About our garden

We bought our house in 2004. It is 50 years old – too old to keep sparkling clean, but not old enough to have ‘character’. BUT, the blessing of a 50 year old house is 50 year old trees, and we have a huge selection. 50 year old trees mean lots of lovely shade in summer, but as a diehard vegetable gardener, they also created a bit of a problem. But by taking out a pittosporum in the back corner ( they are on the ‘don’t grow these’ list here in Gippsland), we created a sunny spot for my original veggie beds.
Then, in what turned out to be a wonderful blessing, but was quite traumatic at the time, the acre behind us, which has our view came up for sale. It had a huge line of dangerously split Cyprus pines on it, and the proposed driveway site was a jungle, which is I guess what turned other buyers off, and allowed us to grab it. We had the pines removed, thus giving us, and our neighbours winter sun again, cleared a meandering driveway, leaving the nice trees on either side (hence the meandering), and started to create my dream of a self sufficient property.
I read up on permaculture, and tried to put things in zones (as much as I could considering we hadn’t decided yet whether to build on the block, or renovate the older house we were in -in the end renovation won; how could I say goodbye to those old trees?) We have an older cubby for the chickens to live in, and a not so old one that they love to visit and lay eggs in. We’ve planted lots of fruit trees, and still have plans for more. The number of veggie beds has grown and grown, to 11 plus a pumpkin bed. I love to cook, so lots of my surplus gets bottled, dried or frozen, and we eat our own produce for much of the year. It makes me so happy to announce at the dinner table “the carrot and beef are not from the garden” knowing this means that everything else on the table is. I love munching on peas and beans, and whatever else is in season as I work, and I love that my children list such items as Brussels sprouts and broad beans as foods they like, as I can pick them small and fresh, and cook them quickly.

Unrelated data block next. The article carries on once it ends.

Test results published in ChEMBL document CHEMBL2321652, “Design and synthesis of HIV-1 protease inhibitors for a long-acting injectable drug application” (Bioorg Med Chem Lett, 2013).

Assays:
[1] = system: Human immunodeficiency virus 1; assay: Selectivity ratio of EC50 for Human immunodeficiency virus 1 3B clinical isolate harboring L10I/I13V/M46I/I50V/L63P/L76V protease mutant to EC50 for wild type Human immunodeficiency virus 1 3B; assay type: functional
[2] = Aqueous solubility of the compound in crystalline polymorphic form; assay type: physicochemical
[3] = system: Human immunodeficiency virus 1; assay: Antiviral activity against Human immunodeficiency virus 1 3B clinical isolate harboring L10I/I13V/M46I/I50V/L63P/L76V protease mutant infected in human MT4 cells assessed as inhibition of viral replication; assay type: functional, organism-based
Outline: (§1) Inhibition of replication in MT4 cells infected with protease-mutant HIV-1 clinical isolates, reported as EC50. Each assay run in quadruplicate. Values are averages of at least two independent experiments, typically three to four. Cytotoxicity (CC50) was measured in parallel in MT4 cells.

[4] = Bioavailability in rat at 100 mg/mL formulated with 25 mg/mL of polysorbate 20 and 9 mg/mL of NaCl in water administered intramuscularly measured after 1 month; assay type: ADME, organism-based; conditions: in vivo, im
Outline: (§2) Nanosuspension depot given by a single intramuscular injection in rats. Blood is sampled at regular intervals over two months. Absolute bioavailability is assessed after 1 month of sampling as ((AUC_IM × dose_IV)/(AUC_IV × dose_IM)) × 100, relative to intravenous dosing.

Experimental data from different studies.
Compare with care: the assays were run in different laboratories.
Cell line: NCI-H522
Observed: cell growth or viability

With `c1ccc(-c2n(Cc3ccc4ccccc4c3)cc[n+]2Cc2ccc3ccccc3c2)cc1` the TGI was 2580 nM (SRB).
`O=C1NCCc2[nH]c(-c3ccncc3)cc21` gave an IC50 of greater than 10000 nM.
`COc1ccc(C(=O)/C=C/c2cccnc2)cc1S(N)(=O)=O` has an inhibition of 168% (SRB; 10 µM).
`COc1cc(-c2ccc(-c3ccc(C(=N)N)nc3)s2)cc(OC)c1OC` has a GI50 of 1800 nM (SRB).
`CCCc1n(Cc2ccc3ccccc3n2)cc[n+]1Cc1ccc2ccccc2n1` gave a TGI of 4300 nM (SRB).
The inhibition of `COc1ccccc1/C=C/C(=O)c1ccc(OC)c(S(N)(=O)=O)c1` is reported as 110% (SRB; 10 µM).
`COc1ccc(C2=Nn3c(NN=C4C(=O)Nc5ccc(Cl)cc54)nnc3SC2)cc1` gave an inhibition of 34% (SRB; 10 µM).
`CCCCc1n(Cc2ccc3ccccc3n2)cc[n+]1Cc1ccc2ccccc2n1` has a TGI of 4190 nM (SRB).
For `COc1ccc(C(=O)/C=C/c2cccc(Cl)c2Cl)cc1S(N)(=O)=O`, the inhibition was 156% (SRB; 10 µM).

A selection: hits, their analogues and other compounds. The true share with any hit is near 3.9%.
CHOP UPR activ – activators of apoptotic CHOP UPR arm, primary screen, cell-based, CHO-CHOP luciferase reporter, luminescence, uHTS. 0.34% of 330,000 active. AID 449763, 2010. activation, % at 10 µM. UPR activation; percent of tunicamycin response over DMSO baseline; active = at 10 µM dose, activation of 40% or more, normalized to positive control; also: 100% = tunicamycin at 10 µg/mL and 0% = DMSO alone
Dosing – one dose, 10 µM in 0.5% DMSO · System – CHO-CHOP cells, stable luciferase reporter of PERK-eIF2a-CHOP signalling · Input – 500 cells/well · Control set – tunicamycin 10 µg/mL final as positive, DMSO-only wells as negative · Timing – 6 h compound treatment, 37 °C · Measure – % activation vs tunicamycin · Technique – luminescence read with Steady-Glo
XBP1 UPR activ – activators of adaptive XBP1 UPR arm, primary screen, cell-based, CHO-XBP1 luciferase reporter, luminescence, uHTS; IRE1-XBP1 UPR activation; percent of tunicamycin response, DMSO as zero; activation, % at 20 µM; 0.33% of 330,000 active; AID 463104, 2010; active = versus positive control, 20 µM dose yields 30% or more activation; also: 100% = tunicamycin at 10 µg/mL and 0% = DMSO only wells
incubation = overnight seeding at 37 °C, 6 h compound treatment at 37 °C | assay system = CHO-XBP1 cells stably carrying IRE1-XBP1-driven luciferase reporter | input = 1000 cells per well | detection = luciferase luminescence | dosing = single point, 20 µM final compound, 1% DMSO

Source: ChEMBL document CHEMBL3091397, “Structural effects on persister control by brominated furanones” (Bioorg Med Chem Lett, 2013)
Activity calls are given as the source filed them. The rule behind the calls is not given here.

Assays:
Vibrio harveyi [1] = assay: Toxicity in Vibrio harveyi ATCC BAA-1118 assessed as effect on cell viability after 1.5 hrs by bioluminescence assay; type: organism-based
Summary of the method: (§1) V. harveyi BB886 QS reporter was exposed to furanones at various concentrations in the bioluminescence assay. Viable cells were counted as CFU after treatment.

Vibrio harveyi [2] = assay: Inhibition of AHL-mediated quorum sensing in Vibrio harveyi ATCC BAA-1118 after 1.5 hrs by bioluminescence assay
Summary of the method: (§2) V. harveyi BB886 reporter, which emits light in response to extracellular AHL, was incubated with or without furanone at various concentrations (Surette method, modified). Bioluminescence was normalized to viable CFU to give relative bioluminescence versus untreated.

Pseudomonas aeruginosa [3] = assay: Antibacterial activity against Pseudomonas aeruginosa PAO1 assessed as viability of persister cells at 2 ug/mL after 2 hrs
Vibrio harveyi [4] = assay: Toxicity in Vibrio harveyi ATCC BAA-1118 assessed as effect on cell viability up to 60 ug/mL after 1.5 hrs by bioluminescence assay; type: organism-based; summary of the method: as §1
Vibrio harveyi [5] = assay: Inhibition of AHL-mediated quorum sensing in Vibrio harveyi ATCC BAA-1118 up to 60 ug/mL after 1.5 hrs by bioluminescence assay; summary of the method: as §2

We compost and have worms, although weeds with nasty seeds and the ever present oxalis still go in the green waste bin. I’m doing my best, but I’m not a purist. We put no chemicals in our veggie patches, but we still use round up on paths and in other places. I can’t weed two acres and still be a good mother! Some sheep help take care of some of the lawn mowing.
We live on a regular suburban street, and from the front of the house, you would have no idea what is going on out the back. Which is always a lot!


2 responses to this post.

  1. Posted by Kirsten on October 12, 2013 at 9:08 pm

    Great to read about it all Donna! Where is this list you speak of though! The don’t grow these in gippsland one. All the best for gardivalia! X


    • Back when we first moved here we had a little pamphlet which listed plants as either environmental problems or noxious. I remember consoling myself with the fact that it was a ‘bad tree’ when we cut it down. Baw Baw shire’s website has it , if you’re interested and the pittosporum is still listed. The big dark leaf tree, not the small variegated hedge plant.


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